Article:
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Bridging the gaps among research, policy and practice in ten low- and middle-income countries: Development and testing of a questionnaire for researchers

Abstract

Background

A questionnaire could assist researchers, policymakers, and healthcare providers to describe and monitor changes in efforts to bridge the gaps among research, policy and practice. No questionnaire focused on researchers' engagement in bridging activities related to high-priority topics (or the potential correlates of their engagement) has been developed and tested in a range of low- and middle-income countries (LMICs).

Methods

Country teams from ten LMICs (China, Ghana, India, Iran, Kazakhstan, Laos, Mexico, Pakistan, Senegal, and Tanzania) participated in the development and testing of a questionnaire. To assess reliability we calculated the internal consistency of items within each of the ten conceptual domains related to bridging activities (specifically Cronbach's alpha). To assess face and content validity we convened several teleconferences and a workshop. To assess construct validity we calculated the correlation between scales and counts (i.e., criterion measures) for the three countries that employed both and we calculated the correlation between different but theoretically related (i.e., convergent) measures for all countries.

Results

Internal consistency (Cronbach's alpha) for sets of related items was very high, ranging from 0.89 (0.86-0.91) to 0.96 (0.95-0.97), suggesting some item redundancy. Both face and content validity were determined to be high. Assessments of construct validity using criterion-related measures showed statistically significant associations for related measures (with gammas ranging from 0.36 to 0.73). Assessments using convergent measures also showed significant associations (with gammas ranging from 0.30 to 0.50).

Conclusions

While no direct comparison can be made to a comparable questionnaire, our findings do suggest a number of strengths of the questionnaire but also the need to reduce item redundancy and to test its capacity to monitor changes over time.

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Introduction

Describing efforts to bridge the gaps among research, policy and practice and monitoring changes over time in the nature and extent of engagement in bridging efforts could prove highly useful to those calling for and funding these efforts in low- and middle-income countries (LMICs), those supporting the strengthening of capacity to plan and undertake these efforts, and those seeking to learn from others engaged in particularly innovative efforts. The health ministers and heads of national delegations from 58 countries who participated in the Ministerial Summit on Health Research have good reason to want to know whether and how researchers, policymakers and healthcare providers are responding to their call to collaborate in efforts to bridge the gaps among research, policy and practice [1]. Similarly the World Health Assembly has good reason to want to know whether and how members states and WHO itself are responding to their call to develop mechanisms to bridge these gaps [2]. Questionnaires could assist those seeking to describe and monitor changes in researchers', policymakers', and healthcare providers' bridging efforts.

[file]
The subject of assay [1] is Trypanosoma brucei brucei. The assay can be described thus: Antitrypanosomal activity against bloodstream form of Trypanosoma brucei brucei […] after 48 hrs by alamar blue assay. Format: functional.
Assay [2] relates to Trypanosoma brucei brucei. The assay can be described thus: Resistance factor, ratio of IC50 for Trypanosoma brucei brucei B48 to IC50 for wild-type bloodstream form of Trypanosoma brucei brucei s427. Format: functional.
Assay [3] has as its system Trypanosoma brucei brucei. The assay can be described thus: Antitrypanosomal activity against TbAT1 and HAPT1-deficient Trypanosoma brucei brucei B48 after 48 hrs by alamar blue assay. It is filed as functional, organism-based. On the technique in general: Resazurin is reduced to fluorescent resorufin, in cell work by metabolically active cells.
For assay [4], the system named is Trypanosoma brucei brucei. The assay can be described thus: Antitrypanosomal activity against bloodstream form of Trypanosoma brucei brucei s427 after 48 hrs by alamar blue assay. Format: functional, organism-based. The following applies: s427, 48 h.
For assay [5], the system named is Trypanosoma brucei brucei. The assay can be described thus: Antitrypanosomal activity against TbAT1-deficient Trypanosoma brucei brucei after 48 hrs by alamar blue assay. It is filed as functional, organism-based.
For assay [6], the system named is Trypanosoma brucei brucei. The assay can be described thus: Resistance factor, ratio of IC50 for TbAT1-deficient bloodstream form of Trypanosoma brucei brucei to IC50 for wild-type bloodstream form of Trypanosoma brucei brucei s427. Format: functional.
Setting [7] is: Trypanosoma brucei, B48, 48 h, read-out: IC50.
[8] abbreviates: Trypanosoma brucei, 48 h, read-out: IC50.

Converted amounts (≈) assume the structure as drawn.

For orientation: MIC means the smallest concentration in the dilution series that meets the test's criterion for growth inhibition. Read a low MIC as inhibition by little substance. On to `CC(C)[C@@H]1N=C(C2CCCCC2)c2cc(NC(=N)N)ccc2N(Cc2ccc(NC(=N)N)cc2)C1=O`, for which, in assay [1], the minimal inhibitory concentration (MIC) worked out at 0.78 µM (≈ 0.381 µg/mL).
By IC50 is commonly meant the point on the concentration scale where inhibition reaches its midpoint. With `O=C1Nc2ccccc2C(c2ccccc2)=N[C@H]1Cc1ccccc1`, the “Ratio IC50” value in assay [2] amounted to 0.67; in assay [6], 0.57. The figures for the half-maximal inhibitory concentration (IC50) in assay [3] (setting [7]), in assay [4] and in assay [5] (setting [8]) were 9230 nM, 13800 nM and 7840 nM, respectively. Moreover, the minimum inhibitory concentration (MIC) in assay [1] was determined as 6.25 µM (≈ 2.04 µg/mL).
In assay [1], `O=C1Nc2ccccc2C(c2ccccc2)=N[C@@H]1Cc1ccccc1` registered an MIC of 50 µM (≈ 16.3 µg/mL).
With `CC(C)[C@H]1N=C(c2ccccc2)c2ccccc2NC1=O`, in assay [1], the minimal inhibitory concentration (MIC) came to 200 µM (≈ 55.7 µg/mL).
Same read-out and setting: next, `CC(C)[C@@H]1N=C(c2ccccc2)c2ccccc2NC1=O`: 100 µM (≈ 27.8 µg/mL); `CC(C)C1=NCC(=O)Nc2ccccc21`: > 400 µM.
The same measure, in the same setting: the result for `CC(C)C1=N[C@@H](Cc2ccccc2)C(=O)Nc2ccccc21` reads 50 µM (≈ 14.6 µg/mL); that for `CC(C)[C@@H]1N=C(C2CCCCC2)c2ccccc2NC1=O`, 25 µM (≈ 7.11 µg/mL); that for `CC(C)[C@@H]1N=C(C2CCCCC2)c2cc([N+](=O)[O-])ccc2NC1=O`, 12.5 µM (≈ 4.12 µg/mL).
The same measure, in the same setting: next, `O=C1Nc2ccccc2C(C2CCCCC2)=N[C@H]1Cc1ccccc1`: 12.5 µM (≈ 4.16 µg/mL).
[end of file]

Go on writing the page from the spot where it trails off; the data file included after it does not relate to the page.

In this paper we describe how we developed and tested the questionnaire used in the first phase of a three-phase study in ten countries. This phase involved surveying researchers who were involved in the production of research on one of two health topics in six countries (China, Ghana, India, Laos, Mexico, and Senegal) and on one health topic in four countries (Iran, Kazakhstan, Pakistan, and Tanzania). The selected health topics, all of which are interventions that are well supported by systematic reviews, include: 1) insecticide-treated materials such as bed nets to prevent malaria;[3, 4] 2) intrauterine devices as part of the contraceptive methods mix offered to expand women's and couples' family-planning choices; [57] 3) oral rehydration therapy to prevent dehydration in children with diarrhoea; [810] and 4) DOTS strategy to control tuberculosis[1113]. We describe elsewhere the findings from our survey of researchers as well as the second phase of the study, which involved surveying healthcare providers whose practice related to one of the four topics [1416].

While there have been many questionnaires developed to describe researchers' bridging activities in single high-income countries such as Canada [1719], as well as to describe a select range of bridging activities of organizations such as guideline-producing organizations and health technology assessment (HTA) agencies [20], including one that included a range of LMICs [21], we are not aware of a questionnaire focused on researchers' engagement in bridging activities related to high-priority topics (and the potential correlates of their engagement) having being developed and tested in a range of LMICs.